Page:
Widely acclaimed since its first publication in 1927, Virginia Woolf's To the Lighthouse
is a novel whose overt simplicity of plot veils a complex mix of autobiographical detail, tangled social questions and deep philosophical enigmas. The author's innovative use of nonlinear plot, stream-of-consciousness, and varying narrators, transforms the apparently 'normal' incidents in the life of the Ramsay family into a probing reflection on personal relationships, the passage of time, gender, morality, happiness, and death. Woolf considered To the Lighthouse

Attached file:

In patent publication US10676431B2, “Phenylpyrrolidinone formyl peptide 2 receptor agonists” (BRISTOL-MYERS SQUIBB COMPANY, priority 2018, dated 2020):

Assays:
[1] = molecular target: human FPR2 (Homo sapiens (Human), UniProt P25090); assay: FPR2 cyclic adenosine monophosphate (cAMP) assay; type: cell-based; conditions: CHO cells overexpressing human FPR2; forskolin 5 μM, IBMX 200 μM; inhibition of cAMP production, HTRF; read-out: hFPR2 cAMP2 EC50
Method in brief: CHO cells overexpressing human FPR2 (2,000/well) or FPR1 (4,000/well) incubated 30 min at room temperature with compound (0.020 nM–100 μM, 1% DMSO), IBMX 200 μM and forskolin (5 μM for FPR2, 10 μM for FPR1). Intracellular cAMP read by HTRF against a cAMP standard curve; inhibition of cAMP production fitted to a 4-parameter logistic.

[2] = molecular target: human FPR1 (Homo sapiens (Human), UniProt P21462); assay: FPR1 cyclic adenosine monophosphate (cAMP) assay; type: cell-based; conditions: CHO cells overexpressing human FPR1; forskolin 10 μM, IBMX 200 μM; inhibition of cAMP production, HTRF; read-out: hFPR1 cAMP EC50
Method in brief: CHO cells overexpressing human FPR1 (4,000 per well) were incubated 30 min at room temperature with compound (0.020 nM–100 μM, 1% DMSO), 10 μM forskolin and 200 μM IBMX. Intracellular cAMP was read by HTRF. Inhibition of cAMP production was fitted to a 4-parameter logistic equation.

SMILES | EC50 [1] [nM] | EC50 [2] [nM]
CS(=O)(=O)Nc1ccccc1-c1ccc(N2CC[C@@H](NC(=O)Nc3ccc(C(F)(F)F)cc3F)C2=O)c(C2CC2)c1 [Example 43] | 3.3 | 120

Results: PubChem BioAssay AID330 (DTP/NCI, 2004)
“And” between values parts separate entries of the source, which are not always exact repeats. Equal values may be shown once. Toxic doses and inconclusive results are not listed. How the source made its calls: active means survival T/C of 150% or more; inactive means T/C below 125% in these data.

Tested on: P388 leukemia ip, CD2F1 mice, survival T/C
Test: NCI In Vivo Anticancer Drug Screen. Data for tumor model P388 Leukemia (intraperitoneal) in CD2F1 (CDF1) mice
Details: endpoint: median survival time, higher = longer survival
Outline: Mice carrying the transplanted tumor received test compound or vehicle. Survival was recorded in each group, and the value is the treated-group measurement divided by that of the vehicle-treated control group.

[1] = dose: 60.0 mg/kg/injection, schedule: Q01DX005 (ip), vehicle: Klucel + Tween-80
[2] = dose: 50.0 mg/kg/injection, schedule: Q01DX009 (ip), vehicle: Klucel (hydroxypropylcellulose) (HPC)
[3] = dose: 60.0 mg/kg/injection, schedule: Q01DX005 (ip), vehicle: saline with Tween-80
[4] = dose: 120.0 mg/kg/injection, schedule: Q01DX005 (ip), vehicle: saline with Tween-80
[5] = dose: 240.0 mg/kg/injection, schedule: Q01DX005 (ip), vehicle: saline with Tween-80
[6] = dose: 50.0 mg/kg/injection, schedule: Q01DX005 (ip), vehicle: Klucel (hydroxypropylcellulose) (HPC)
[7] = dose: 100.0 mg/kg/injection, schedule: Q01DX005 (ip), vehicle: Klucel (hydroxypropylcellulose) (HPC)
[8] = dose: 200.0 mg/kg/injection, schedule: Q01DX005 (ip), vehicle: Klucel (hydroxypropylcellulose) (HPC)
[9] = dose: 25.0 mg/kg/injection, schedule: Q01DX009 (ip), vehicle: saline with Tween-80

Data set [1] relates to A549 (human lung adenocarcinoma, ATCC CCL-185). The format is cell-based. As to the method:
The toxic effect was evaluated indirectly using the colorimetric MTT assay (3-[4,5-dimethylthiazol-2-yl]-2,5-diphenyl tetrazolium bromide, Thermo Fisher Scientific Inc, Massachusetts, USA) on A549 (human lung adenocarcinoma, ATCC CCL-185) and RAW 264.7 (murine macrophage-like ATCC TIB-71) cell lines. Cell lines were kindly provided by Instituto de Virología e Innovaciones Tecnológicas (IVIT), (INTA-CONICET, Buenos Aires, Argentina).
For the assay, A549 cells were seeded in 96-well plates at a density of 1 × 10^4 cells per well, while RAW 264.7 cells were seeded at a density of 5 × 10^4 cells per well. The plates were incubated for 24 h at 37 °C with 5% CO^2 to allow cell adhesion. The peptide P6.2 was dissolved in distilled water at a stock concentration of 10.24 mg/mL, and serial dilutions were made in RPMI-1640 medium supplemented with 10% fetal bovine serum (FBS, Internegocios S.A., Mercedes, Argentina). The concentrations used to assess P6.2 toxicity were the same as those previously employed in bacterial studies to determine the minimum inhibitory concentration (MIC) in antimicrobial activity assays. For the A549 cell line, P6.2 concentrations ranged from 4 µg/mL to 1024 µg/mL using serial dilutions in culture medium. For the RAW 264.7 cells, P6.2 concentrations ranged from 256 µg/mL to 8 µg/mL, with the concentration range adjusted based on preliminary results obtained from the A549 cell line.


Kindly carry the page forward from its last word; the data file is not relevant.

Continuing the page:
to be "easily the best of my books", a judgement with which serious students of literature can only concur.